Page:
Incrementalism

Incrementalism is the notion that any positive change demonstrated by your teenager should be reinforced, while acknowledging that mistakes happen. When the inevitable balls get dropped, we can express empathy, acknowledge humanity, and reflect on what happened and why.

Devon is learning to ride their bicycle. They have demonstrated confidence on the road, and an ability to follow the rules appropriately and safely. Their dad has given them permission to ride their bike to school. One day, Devon’s dad is home early, and observes Devon riding through a stop sign as they turn onto their street; there are no cars around. 

“Devon, it’s been so much fun watching you enjoy riding your bike. I saw you look for cars when you went through that stop sign, and it was clear to me that you were being careful. Can you tell me why you didn’t actually stop like you were supposed to?  What made you feel like that was okay?”

Accountability

Accountability without termination may be the cornerstone of all the principles of harm reduction. It is the act of never giving up on your child - no matter how many mistakes they make along the way, you don’t hold grudges, you don’t cut them off completely, and you always treat them with respect and concern. You still hold them accountable, helping them to understand the consequences of their actions. An abundance of research shows that a firm and loving approach to parenting, which is embodied by this principle, bolsters a child’s confidence and reduces the likelihood of higher risk behaviours in adolescents.   

Sebastian is trying to get better marks at school and has been working hard to do so. He had an important test at school, but the night before he and his buddy went skating instead. The test was harder than he expected, and he didn’t do very well. He feels crummy and was bummed when he told his mom about it.

“Sebastian, there will always be tough choices to make. You’re disappointed about this mark, and you know you would have done better if you had chosen to study more. You’ve been working so hard; it’s disappointing for you to do poorly this time. How can I help you to achieve the success you’re looking for?”

healthy risk-taking
© Unsplash / Timon Studler

Paving the Way for Healthy Risk-Taking

Parents can prepare kids to navigate through this tricky period long before adolescence develops, by seeking opportunities for their children to explore risk-taking behaviours in a safe environment. Allowing children to participate in consensual rough play, or to independently explore the jungle gym at the park prepares them to assess risk, make decisions, and read social cues. One study assessing risky play and children’s safety found that a child deprived of risk opportunities is subject to lack of independence, diminished learning, perception, and judgement skills. That same child is at an increased risk of obesity and mental health concerns. Risk-taking allows children to test their limits, and to avoid or make changes to the dangerous environments and activities to which they expose themselves. Giving younger kids opportunities to take calculated risks and problem-solve while the consequences are less severe will help them develop the skills to go out into the world, even if their decisions aren’t always what you’d like to see.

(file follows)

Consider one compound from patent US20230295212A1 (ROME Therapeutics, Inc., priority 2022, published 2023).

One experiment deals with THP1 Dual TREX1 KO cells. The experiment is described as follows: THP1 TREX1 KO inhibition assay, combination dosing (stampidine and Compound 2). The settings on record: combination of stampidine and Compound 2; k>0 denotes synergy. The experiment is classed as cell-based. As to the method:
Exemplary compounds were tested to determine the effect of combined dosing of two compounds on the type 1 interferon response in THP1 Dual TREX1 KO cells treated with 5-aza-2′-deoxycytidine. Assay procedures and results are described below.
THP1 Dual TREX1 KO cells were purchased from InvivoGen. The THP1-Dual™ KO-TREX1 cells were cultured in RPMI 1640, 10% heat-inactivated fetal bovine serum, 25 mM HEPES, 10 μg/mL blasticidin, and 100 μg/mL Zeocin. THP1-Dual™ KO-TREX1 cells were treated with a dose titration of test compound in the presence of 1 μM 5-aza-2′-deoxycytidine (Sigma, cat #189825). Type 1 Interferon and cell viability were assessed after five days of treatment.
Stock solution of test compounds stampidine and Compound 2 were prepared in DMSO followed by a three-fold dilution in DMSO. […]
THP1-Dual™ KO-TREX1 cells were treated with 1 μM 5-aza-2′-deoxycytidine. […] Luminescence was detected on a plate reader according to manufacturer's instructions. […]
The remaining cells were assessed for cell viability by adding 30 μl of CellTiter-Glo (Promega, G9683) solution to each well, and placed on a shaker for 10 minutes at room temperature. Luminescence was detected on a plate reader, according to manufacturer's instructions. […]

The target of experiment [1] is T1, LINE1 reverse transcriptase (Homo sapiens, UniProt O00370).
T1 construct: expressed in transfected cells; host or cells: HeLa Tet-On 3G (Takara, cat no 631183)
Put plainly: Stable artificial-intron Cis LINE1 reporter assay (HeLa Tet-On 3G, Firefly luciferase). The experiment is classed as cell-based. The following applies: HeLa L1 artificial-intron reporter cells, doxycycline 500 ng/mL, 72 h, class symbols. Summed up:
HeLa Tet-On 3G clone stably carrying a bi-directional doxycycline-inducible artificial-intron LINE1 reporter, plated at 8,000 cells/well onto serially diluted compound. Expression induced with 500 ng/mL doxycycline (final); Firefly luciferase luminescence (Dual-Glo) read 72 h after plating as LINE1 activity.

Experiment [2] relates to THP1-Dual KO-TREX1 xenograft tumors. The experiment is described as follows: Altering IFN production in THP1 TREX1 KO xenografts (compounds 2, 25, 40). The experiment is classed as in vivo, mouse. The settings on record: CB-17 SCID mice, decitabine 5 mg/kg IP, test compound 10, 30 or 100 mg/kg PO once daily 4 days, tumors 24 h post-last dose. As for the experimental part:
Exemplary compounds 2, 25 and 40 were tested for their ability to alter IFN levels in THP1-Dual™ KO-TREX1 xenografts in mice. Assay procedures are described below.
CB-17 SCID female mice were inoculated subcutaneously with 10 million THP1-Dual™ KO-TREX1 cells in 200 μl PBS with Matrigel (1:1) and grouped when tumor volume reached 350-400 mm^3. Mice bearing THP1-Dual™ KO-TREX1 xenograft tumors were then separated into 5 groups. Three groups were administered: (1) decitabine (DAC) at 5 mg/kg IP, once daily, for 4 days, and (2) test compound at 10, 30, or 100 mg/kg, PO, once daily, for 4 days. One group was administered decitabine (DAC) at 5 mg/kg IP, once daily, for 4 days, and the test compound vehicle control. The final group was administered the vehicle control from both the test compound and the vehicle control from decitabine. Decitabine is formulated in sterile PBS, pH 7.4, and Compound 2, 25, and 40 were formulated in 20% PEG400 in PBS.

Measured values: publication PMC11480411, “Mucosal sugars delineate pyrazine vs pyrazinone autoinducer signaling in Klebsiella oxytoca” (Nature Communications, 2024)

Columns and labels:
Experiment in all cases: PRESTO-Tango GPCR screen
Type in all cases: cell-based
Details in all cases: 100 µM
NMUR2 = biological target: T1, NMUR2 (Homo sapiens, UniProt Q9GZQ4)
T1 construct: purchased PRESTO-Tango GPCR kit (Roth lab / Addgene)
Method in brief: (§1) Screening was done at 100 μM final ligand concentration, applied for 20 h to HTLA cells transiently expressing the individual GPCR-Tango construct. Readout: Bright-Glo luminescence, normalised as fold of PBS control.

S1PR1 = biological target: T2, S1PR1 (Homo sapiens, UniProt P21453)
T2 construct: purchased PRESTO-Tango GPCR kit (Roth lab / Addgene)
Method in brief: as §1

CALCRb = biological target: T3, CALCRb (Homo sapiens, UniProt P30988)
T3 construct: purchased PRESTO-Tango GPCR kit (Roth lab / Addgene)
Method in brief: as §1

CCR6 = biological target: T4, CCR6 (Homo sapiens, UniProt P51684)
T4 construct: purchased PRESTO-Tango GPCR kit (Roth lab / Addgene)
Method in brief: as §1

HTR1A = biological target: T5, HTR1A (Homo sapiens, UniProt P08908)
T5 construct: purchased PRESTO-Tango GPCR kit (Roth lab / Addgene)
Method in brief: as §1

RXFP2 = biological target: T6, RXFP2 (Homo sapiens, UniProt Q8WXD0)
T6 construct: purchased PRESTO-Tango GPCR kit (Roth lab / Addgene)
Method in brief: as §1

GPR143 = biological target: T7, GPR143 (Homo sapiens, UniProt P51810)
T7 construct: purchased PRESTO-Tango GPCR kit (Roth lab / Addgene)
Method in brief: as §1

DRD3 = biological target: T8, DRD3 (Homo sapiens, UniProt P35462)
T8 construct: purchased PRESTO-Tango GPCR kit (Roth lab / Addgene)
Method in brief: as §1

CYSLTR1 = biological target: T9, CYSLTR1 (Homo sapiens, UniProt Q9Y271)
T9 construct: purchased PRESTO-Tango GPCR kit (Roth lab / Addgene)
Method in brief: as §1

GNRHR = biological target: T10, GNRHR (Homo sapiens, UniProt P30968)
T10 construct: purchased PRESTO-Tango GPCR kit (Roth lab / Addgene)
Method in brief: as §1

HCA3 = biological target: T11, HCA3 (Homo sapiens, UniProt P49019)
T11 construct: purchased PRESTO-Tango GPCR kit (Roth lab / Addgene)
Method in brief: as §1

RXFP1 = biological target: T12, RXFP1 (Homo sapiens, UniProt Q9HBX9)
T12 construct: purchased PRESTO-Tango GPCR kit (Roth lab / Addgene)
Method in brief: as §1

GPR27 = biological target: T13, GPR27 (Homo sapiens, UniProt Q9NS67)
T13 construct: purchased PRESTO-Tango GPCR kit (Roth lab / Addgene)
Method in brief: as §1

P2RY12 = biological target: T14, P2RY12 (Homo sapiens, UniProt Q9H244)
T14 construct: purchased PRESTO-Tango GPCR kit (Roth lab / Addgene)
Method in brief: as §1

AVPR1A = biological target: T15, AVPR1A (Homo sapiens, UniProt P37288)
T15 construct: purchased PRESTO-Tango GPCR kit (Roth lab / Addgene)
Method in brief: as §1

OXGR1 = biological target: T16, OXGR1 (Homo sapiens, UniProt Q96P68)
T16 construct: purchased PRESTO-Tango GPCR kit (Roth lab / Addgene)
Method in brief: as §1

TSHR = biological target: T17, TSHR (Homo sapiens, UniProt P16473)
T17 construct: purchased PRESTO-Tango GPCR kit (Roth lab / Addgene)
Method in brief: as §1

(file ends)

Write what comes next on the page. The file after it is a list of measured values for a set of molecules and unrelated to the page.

Healthy risk-taking activities

The following activities are simple age-appropriate ways to give kids a chance to explore risk-taking:

  • Let kids to use tools to build projects such as bird houses or tree forts.
  • Teach them to them build fires and light candles.
  • Allow them to go to the park on their own or to the mall with friends. 
  • Encourage (or at least tolerate) consensual rough play, wrestling, play-fighting, using sticks as swords, etc.
  • Give them opportunities to explore unknown areas on their own, such as a walking trail, or nature conservatory.
  • Have kids try out new activities, such as bouldering (rock climbing without ropes and harnesses). 

Before the above activities are experienced, have an open discussion with your kids about strategies of responding to unexpected challenges, and provide progressively less supervision. Most importantly, let them know that you trust their judgments. The perception of having parental trust and support encourages healthy decision making and deters unhealthy risk taking. 

When Rachel was almost 7, we went to Disneyworld. We visited Tom Sawyer's Island, a raft-only access play area for kids. I decided it was safe enough for her to explore a bit on her own, which thrilled her. She knew my cell number by heart, and we agreed that if she got scared, she could ask someone to call me (we have always suggested approaching a woman with kids if she needs help). Which is exactly what she did: I came around a corner to see her asking another mom if she could use her phone. So empowering for her! Rather than teaching her to fear strangers, or not trust her gut or her voice, she learned to feel confident speaking up, and to advocate for her own comfort and needs.

Risk-seeking behaviours are an important part of adolescent development. It allows kids the opportunity to develop independence, improve reasoning skills, and assess consequences. Harm reduction principles aim to reduce risky behaviours and the negative outcomes associated with them. These principles emphasize shared decision-making and highlight the importance of empathy, in the hopes of fostering healthy relationships and communication between parents and their adolescents. 

You may also enjoy: Saying No to Kids Can Actually Make Them HappierSimplicity Parenting in a World that Asks Too Much, and The Emotional Roots of Anxiety in Children.